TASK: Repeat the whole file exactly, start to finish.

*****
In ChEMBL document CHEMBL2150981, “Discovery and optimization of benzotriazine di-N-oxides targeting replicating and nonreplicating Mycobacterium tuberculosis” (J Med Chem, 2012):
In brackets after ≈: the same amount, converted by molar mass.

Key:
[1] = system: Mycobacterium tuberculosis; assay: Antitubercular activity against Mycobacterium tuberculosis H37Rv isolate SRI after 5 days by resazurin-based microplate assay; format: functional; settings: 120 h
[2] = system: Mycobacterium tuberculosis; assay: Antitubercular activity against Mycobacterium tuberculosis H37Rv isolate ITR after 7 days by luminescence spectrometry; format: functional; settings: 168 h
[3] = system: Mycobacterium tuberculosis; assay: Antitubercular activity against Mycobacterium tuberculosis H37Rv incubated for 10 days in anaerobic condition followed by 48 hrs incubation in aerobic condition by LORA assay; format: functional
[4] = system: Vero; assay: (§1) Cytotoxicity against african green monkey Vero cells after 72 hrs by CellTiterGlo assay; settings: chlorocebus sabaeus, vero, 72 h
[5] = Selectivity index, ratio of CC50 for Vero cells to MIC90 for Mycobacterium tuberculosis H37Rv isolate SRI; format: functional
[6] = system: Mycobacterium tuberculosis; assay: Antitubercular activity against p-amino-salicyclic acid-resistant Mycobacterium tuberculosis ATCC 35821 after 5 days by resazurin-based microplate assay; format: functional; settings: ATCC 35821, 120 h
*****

In ChEMBL document CHEMBL2150981, “Discovery and optimization of benzotriazine di-N-oxides targeting replicating and nonreplicating Mycobacterium tuberculosis” (J Med Chem, 2012):
In brackets after ≈: the same amount, converted by molar mass.

Key:
[1] = system: Mycobacterium tuberculosis; assay: Antitubercular activity against Mycobacterium tuberculosis H37Rv isolate SRI after 5 days by resazurin-based microplate assay; format: functional; settings: 120 h
[2] = system: Mycobacterium tuberculosis; assay: Antitubercular activity against Mycobacterium tuberculosis H37Rv isolate ITR after 7 days by luminescence spectrometry; format: functional; settings: 168 h
[3] = system: Mycobacterium tuberculosis; assay: Antitubercular activity against Mycobacterium tuberculosis H37Rv incubated for 10 days in anaerobic condition followed by 48 hrs incubation in aerobic condition by LORA assay; format: functional
[4] = system: Vero; assay: (§1) Cytotoxicity against african green monkey Vero cells after 72 hrs by CellTiterGlo assay; settings: chlorocebus sabaeus, vero, 72 h
[5] = Selectivity index, ratio of CC50 for Vero cells to MIC90 for Mycobacterium tuberculosis H37Rv isolate SRI; format: functional
[6] = system: Mycobacterium tuberculosis; assay: Antitubercular activity against p-amino-salicyclic acid-resistant Mycobacterium tuberculosis ATCC 35821 after 5 days by resazurin-based microplate assay; format: functional; settings: ATCC 35821, 120 h